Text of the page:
What is a Deep Winter Greenhouse?
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A Deep Winter Greenhouse (DWG) is a greenhouse designed to limit the amount of fossil fuel it takes to grow crops during cold winters. DWGs are passive-solar greenhouses that rely on energy from the sun to heat the building instead of more traditional heating sources.
There are a few important aspects of the design that make this possible. DWGs are built in an east-west position, with a glazing wall that faces south. This wall is specially angled, depending on latitude, to get the most possible solar energy on the coldest day of the year. The sun heats the air inside which is blown underground with a fan and stored in rocks. This heated rock bed is a thermal mass that acts as a heat battery and stores heat for when it is needed at night.
DWGs in Minnesota can be used to grow crops that thrive with minimal light, providing year-round production capacity for small-scale farmers and gardeners. Crops well-suited to DWG production include a variety of lettuces, herbs, brassicas, asian greens and sprouts.
There are no upcoming events for Deep Winter Greenhouses. View all of Extension's events.
The University of Minnesota Extension Regional Sustainable Development Partnerships, as part of a statewide initiative to advance DWG technology, have worked with the College of Design's Center for Sustainable Building Research to develop construction documents for two DWG designs.
The Center for Sustainable Building Research designed the earlier DWG 2.0 following an analysis of the performance of several early DWGs in use across Minnesota. RSDP supported the construction of five DWG 2.0s with the following community partners:
- Organic Consumers Association Finland, MN (ribbon cutting February 18, 2017)
- Bemidji Community Food Shelf (ribbon cutting September 30, 2017)
- Grandpa G's Farm in Pillager(ribbon cutting December 8, 2018)
- Alternative Roots Farm in Madelia (ribbon cutting October 29, 2017)
- Lake City Catholic Worker Farm (ribbon cutting May 5, 2018)
Support for the statewide initiative is provided by Extension, other University of Minnesota programs and a consortium of agriculture lending banks:
Mattson MacDonald Young provided the structural review and structural plans for the statewide DWG campaign prototype.
Farm Scale Winter Greenhouse construction document
This Farm Scale Winter Greenhouse is appropriately scaled to offer small and medium sized farms the opportunity to grow vegetable crops for sale year-round. The greenhouse primarily uses the sun’s heat which is captured and stored in a thermal mass. These plans offer different options for thermal mass storage, foundations to accommodate different budgets, and comfort levels with complexity. Though the greenhouse uses solar heat, it will also require an additional backup heat source.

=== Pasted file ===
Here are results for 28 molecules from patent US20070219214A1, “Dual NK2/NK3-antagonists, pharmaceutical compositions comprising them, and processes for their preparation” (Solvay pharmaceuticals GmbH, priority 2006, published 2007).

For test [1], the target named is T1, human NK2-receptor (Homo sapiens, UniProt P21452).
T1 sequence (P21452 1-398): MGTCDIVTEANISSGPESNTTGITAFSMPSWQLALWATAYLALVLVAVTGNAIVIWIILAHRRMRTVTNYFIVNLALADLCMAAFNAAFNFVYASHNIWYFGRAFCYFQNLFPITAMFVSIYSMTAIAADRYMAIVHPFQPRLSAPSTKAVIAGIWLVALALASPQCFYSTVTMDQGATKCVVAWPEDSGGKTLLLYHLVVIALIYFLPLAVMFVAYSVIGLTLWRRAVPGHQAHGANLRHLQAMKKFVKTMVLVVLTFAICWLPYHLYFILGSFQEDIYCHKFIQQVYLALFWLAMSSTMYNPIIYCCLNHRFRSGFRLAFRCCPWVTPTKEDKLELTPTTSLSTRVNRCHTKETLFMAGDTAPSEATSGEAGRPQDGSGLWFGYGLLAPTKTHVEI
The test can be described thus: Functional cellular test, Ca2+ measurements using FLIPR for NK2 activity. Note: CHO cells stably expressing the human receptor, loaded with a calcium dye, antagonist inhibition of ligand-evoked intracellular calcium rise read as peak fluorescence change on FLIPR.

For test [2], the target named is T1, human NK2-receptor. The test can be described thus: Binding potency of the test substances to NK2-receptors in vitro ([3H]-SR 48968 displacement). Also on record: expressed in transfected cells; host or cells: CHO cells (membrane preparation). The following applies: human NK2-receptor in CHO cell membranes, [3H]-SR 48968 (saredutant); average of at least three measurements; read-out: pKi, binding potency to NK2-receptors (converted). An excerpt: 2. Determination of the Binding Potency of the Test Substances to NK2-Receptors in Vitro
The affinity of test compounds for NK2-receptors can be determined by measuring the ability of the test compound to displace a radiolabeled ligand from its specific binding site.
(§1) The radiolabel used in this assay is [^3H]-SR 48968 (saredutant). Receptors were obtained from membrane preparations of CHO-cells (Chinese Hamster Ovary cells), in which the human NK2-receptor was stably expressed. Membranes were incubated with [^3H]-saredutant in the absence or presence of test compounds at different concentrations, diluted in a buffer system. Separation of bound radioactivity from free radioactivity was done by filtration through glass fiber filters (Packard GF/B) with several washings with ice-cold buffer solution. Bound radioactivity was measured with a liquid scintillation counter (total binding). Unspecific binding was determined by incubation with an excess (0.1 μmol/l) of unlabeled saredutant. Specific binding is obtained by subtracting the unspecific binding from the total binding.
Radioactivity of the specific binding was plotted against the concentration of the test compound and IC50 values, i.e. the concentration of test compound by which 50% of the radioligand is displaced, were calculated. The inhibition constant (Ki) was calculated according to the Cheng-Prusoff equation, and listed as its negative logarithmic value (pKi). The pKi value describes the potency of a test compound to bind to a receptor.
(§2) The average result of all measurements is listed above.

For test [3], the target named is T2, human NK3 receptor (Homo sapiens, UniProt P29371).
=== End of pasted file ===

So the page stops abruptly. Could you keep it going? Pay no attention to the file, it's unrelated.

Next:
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Deep Winter Greenhouse 2.2 construction documents
These documents reflect design changes incorporated as a result of the statewide prototype 2.0 initiative.
Nonprofit use of Deep Winter Greenhouses: Minnesota case studies
This report is helpful for urban and non-profit organizations that are looking to build a DWG. These case studies will explain some of the extra considerations that might be necessary.
Starting a DIY Deep Winter Greenhouse operation on a budget
For those who are looking to build a DWG on a budget, this report explains some of the techniques used by experienced DWG producers to build your own affordable structure for winter production.
Northlands winter greenhouse manual
Carol Ford, Chuck Waibel
Supported by RSDP, the Northlands Winter Greenhouse Manual provides detailed and easy-to-read construction specifications for building a DWG in northern climates as well as production techniques for successfully growing crops.
Cold climate greenhouse resource manual
This guidebook highlights the successes and lessons learned by growers across the Midwest who have designed and built cold-climate greenhouses to grow produce during the winter with minimal reliance on fossil fuel-based heat.
ATTRA, National Center for Appropriate Technology
This site contains a large amount of useful information about solar greenhouse design.
This lightening talk demonstrates the basic principles of DWG technology using an 8' by 11' model.
DWG enterprise budget and estimator
Producers can use these tools to estimate the revenues and expenses they might expect with a DWG enterprise.
DWG enterprise analysis
This research report examines the ability of DWGs to be viable business models. Results are based on analyses of eight deep winter producers in Minnesota in the winter of 2017-18.